Archive for the ‘Service improvement’ Category

Disability Wales Independent Living Campaign

June 7, 2010

     

 Disability Wales Independent Living NOW! Campaign

 Mid Wales Campaign Briefing – a free event  

Wednesday 7th July 12.30pm – 3.30pm,

 starting with lunch

Llandewi Village Hall, Llandewi Ystradenni, Powys LD1 6SF

‘Independent Living enables us as disabled people to achieve our own goals and live our own lives in the way that we choose for ourselves’ (DW 2009)

 Disability Wales in partnership with Disability Powys and Dewis Centre for Independent Living invite disabled people & local organisations to attend a half day event to find out more about the Independent Living NOW! Campaign and how you can get involved.

The campaign was launched in Cardiff Bay on 28 April 2010 and will run through to March 2011. The campaign provides an opportunity for all disabled people in Wales to make their voices heard ahead of the next National Assembly Elections in May 2011. The campaign is calling for  the introduction of a National Strategy on Independent Living. An online petition has been started to support this on the National Assembly for Wales website. PLEASE SIGN THE PETITION TODAY!!

 During the campaign we are gathering disabled people’s experiences of Independent Living – both good and bad. Do you have experiences that you would like to share? Whether it relates to housing, transport, personal assistance, community care, employment, aids & equipment, advocacy…we are keen to listen and utilise your experiences to influence change in Wales.

For further information and to book a place please contact:

Disability Wales, Bridge House, Caerphilly Business Park, Van Road, Caerphilly CF83 3GW  Tel: 02920 887325  Email: info@disabilitywales.org

                                       www.disabilitywales.org

Lesbian, Gay and Bisexual (LGB) Have Your Say events

June 3, 2010

Want to get your voice heard?
Have something to say on LGB issues?
Want service providers to listen to you?

Stonewall Cymru are holding evening regional LGB Have your Say events near you
Meet with service providers, including health, police, fire and rescue, county councils and more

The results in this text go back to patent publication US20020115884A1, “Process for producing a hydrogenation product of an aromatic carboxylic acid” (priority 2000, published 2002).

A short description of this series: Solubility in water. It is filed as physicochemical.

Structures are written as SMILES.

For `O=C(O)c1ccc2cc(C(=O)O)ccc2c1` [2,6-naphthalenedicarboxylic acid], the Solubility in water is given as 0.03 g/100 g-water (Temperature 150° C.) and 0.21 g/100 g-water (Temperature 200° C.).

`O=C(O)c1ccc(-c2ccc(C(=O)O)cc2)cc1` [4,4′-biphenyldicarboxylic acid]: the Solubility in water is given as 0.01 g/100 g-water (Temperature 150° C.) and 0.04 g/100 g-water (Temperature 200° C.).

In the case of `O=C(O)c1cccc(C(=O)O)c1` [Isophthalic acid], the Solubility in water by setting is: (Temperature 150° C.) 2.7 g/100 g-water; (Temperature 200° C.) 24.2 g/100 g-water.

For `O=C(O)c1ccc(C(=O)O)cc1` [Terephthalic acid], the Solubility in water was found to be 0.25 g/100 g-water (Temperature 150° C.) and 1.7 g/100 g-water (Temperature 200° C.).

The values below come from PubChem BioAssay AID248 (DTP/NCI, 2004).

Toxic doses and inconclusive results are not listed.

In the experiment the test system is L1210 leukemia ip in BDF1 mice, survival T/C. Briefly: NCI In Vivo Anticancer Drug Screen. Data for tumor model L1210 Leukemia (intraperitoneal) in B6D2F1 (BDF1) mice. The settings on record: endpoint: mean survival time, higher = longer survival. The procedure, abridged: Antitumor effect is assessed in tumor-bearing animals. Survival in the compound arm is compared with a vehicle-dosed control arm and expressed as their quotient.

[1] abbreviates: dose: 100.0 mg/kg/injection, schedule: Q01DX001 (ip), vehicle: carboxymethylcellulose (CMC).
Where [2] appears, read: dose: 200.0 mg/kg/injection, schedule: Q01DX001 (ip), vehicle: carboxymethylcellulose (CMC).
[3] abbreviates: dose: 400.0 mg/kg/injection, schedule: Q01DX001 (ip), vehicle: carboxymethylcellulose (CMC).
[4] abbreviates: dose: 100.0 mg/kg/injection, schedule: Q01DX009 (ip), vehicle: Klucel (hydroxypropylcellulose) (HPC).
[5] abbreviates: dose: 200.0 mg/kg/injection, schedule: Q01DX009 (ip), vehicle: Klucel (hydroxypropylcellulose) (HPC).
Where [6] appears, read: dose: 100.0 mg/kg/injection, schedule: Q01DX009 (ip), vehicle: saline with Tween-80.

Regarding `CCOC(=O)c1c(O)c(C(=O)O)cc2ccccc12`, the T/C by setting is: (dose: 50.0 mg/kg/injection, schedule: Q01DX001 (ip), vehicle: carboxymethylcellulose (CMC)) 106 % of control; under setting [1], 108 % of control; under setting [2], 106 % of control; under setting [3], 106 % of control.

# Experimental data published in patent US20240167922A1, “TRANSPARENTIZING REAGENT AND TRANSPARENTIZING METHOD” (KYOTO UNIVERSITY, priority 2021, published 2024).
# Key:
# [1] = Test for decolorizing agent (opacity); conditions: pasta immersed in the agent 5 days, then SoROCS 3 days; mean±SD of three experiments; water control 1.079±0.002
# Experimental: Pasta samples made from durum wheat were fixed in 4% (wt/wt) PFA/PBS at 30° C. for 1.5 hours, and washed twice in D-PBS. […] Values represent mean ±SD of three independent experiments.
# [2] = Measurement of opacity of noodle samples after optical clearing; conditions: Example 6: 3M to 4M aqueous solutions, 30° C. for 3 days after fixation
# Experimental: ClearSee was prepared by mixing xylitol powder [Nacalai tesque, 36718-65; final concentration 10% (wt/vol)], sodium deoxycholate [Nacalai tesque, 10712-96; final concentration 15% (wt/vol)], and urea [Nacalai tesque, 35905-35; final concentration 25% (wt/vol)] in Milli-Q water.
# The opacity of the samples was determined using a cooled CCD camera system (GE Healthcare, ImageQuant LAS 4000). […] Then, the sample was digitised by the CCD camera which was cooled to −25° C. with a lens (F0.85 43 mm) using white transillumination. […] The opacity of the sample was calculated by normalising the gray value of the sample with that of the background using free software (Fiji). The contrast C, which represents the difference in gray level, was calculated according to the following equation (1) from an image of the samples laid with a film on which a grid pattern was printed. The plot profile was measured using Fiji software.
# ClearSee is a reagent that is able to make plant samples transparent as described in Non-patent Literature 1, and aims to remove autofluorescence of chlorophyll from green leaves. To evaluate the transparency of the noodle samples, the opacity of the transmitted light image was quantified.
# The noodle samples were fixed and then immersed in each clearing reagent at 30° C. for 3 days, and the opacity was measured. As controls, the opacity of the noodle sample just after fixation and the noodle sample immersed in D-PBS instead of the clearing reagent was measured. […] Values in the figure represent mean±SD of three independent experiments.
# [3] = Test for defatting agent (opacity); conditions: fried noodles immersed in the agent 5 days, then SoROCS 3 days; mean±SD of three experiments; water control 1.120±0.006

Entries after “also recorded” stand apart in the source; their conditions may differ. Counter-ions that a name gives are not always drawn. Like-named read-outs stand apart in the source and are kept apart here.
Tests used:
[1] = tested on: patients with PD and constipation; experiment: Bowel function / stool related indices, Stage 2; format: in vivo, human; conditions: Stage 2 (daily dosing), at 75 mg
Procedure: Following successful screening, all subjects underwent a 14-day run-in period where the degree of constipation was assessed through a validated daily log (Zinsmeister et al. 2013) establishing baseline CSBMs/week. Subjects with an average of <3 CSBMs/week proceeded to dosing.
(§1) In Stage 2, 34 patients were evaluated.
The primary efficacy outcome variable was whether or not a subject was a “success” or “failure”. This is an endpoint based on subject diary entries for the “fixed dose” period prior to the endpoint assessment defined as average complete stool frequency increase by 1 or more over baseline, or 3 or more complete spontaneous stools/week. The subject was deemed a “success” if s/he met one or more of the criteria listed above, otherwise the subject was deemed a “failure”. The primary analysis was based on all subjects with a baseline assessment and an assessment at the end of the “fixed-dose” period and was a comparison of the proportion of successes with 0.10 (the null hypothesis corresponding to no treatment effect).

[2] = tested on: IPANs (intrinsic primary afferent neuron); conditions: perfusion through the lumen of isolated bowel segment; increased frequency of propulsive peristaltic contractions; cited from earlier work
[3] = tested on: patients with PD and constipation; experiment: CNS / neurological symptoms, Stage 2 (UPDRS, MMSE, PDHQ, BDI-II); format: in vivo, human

FREE entry. FREE buffet.

Engagement sessions on: Health and social care, community safety, education, and workplace
Hear from Service providers on their work on LGB issues.

Email: Eleanor.hicks@stonewallcymru.org.uk to register for the event in your area, or for more information.

South West Wales – Hosted by
De Orllewin Cymru – Dan nawdd

Fire Authority Conference Room ,  Fire and Rescue,   Lime Grove Avenue, Carmarthen, SA31 1SP                  

Tuesday 22nd June,

4-8pm

Stronger in Partnership 2. WAG publication.

October 20, 2008

This document, issued by the Welsh Assembly Government in the past week, looks at key issues:

“Involving Service Users and Carers in the design, planning, delivery and evaluation of mental health services in Wales”.

If you are a service user experiencing difficulty in getting meaningful involvement, then there is some interesting stuff here.   Let’s hope that some people of influence in the service providers, including the statutory organisations, CVC’s and voluntary organisations also find some tine to read and digest the contents.

The document is available in full under Pages/Essential Reports on this blog.  Click on the document and be a little patient as it loads.   If you have any comments to make about the document, or about how involvement is presently being managed/mismanaged then please send them in to me by e-mail to oberon92.wordpress.com or caradoc.who2@ntlworld.com.   We will be pleased to publish your views.